People possess an innate need to belong that drives social interactions. Aberrations in the need to belong, such as social anhedonia and social anxiety, provide a point of entry for examining this need. The current study used experience-sampling methodology to explore deviations in the need to belong in the daily lives of 245 undergraduates. Eight times daily for a week, personal digital assistants signaled subjects to complete questionnaires regarding affect, thoughts, and behaviors.

As predicted, higher levels of social anhedonia were associated with increased time alone, greater preference for solitude, and lower positive affect. Higher social anxiety, in contrast, was associated with higher negative affect and was not associated with increased time alone. Furthermore, greater social anxiety was associated with greater self-consciousness and preference to be alone while interacting with unfamiliar people.

Thus, deviations in the need to belong affect social functioning differently depending on whether this need is absent or thwarted.

Psychologial Science

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August 2, 2007

Ventromedial moral

ventromedialpfc.jpegDoes the ventromedial prefrontal cortex play a role in personal moral judgment? Medscape.com has a nice report on 7 patients with lesions in the ventromedial prefrontal cortex that find that “the ventromedial prefrontal cortex is necessary to oppose personal moral violations, possibly by mediating anticipatory, self-focused, emotional reactions that may exert strong influence on moral choice and behavior.”

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June 18, 2007

The human mirror system: A motor resonance theory of mind-reading

janegoodall.jpgElectrophysiological data confirm the existence of neurons that respond to both motor and sensory events in the macaque brain. These mirror neurons respond to execution and observation of goal-orientated actions. It has been suggested that they comprise a neural basis for encoding an internal representation of action. In this paper the evidence for a parallel system in humans is reviewed and the implications for human theory of mind processing are discussed. Different components of theory of mind are discussed; the evidence for mirror activity within subtypes is addressed. While there is substantial evidence for a human mirror system, there are weaknesses in the attempts to localize such a system in the brain. Preliminary evidence indicates that mirror neurons may be involved in theory of mind; however, these data by their very nature are reliant on the presence, and precise characterization, of the human mirror system.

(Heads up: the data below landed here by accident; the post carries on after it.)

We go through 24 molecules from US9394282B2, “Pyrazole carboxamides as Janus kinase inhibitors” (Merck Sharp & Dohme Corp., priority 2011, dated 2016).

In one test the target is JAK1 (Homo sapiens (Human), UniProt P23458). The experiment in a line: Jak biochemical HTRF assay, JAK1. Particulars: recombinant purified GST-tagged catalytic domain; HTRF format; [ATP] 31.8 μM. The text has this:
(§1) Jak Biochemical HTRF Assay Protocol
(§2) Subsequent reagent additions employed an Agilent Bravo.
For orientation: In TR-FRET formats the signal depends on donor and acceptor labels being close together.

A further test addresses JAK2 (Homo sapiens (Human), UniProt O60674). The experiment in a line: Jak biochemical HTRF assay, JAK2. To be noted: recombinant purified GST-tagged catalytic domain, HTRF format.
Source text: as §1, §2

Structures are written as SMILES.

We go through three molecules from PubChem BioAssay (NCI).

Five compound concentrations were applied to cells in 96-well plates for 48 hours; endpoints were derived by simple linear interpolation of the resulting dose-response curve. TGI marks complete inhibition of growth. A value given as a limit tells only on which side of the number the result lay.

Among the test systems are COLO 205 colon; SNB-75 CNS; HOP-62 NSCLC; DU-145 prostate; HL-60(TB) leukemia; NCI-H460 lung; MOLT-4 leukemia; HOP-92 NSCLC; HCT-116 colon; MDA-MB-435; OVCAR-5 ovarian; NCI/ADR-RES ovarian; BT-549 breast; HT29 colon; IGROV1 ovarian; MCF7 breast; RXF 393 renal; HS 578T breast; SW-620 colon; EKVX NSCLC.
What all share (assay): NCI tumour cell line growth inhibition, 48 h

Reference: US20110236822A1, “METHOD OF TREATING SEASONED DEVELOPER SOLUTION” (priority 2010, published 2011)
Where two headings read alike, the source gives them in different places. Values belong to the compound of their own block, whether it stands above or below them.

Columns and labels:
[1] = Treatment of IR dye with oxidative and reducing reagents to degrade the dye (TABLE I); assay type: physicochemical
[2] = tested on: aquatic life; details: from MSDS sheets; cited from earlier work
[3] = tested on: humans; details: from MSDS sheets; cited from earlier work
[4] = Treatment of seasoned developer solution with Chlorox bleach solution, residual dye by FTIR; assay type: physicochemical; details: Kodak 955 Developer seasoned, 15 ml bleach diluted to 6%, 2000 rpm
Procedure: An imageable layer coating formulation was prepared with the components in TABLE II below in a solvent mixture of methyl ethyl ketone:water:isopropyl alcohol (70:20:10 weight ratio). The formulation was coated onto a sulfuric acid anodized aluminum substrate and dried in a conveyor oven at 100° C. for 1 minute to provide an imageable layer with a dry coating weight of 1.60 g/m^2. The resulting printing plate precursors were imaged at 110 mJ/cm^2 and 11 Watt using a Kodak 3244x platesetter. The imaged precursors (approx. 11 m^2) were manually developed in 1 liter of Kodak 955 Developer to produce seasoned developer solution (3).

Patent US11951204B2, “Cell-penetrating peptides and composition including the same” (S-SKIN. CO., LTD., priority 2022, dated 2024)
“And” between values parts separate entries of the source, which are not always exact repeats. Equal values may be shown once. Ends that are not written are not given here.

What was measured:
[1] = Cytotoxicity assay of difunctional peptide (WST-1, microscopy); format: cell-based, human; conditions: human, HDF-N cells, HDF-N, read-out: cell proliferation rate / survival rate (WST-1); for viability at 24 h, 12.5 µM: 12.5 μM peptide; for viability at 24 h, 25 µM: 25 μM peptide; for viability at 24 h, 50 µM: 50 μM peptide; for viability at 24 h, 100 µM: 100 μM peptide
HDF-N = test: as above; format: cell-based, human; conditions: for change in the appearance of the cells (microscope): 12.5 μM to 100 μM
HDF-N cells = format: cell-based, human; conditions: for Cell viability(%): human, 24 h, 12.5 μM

Hubmed

Agnew ZK, Bhakoo KK, Puri BK
Brain Res Rev. 2007 Jun ; 54(2): 286-293

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March 22, 2007

Altruistic punishment

Why do we punish others? And why do we punish when it is personally costly? In a recent review in Nature Review Neuroscience Ben Seymour and colleagues discuss the neurobiology of punishment.

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March 21, 2007

They love to make you mad

angry.gifSome people find angry looks from others so rewarding they go out of their way to encourage them, Michigan researchers said.

“It’s kind of striking that an angry facial expression is consciously valued as a very negative signal by almost everyone, yet at a non-conscious level can be like a tasty morsel that some people will vigorously work for,” said Oliver Schultheiss, University of Michigan associate professor of psychology.

His study may explain why some people like to tease each other, he said.

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March 8, 2007

Can we improve mind reading?

oxytocin.pngIs it possible to improve our ability to read other’s minds? In the case of mind-reading disabilities such as that found in autism spectrum disorder, it has been suggested that it is possible to train patients to become better at reading other’s minds.

What, then about pharmacological interventions? Is there an “empathy drug” that makes us more empathic? In a priority communication in Biological Psychiatry, Domes et al. report that the administration of oxitocin (relative to placebo effect) improves the ability to infer the mental state of others from social cues of the eye region. Hubmed abstract; Full Text.

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February 20, 2007

Biological Psychiatry — Special issue on autism

autist.gifThe journal Biological Psychiatry has a special issue on the autism spectrum, its diagnosis and treatment.

It is a comprehensive yet diverse collection of multidisciplinary treatment of the issue, containing articles onautism and phenotypic homogeneity; cortical layering and thickness; cortical dysfunction; executive function and gaze fixation.

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November 19, 2006

What money does to people

dollars.jpgIn what way does money change the way people think and act? According to a new study reported in Science, adding monetary motivation and reminders made people act more self-sufficient.

Interestingly, being reminded of the money did not even have to be done consciously. Priming had the same effect on self-sufficient behaviour versus requests for help from others.

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October 15, 2006

Dressing up with hormones

womandressed.jpgWomen tend to be influenced by their ovulation status when they pick their clothes. “Near ovulation, women dress to impress, and the closer women come to ovulation, the more attention they appear to pay to their appearance,” said Martie Haselton, the study’s lead author and a UCLA associate professor of communication studies and psychology. “They tend to put on skirts instead of pants, show more skin and generally dress more fashionably.”
You can get the PDF version of the article here.